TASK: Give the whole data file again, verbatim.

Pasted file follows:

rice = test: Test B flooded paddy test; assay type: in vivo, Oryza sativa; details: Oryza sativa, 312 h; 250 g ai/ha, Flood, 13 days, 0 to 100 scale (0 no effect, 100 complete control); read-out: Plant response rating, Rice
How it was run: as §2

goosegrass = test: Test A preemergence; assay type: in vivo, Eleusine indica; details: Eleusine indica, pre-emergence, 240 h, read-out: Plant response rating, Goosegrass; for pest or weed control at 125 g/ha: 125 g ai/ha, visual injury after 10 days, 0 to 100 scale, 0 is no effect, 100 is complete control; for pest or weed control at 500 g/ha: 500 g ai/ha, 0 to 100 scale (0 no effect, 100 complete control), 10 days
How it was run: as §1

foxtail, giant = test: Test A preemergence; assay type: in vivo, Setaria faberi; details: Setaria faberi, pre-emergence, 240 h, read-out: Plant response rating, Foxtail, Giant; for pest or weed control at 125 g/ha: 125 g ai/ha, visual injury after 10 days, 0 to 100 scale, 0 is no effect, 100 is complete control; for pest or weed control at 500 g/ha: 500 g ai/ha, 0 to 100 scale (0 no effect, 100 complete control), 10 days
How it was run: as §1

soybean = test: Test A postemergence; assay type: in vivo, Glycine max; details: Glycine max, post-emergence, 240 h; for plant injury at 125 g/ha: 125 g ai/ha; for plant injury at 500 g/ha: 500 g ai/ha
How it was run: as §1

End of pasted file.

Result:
rice = test: Test B flooded paddy test; assay type: in vivo, Oryza sativa; details: Oryza sativa, 312 h; 250 g ai/ha, Flood, 13 days, 0 to 100 scale (0 no effect, 100 complete control); read-out: Plant response rating, Rice
How it was run: as §2

goosegrass = test: Test A preemergence; assay type: in vivo, Eleusine indica; details: Eleusine indica, pre-emergence, 240 h, read-out: Plant response rating, Goosegrass; for pest or weed control at 125 g/ha: 125 g ai/ha, visual injury after 10 days, 0 to 100 scale, 0 is no effect, 100 is complete control; for pest or weed control at 500 g/ha: 500 g ai/ha, 0 to 100 scale (0 no effect, 100 complete control), 10 days
How it was run: as §1

foxtail, giant = test: Test A preemergence; assay type: in vivo, Setaria faberi; details: Setaria faberi, pre-emergence, 240 h, read-out: Plant response rating, Foxtail, Giant; for pest or weed control at 125 g/ha: 125 g ai/ha, visual injury after 10 days, 0 to 100 scale, 0 is no effect, 100 is complete control; for pest or weed control at 500 g/ha: 500 g ai/ha, 0 to 100 scale (0 no effect, 100 complete control), 10 days
How it was run: as §1

soybean = test: Test A postemergence; assay type: in vivo, Glycine max; details: Glycine max, post-emergence, 240 h; for plant injury at 125 g/ha: 125 g ai/ha; for plant injury at 500 g/ha: 500 g ai/ha
How it was run: as §1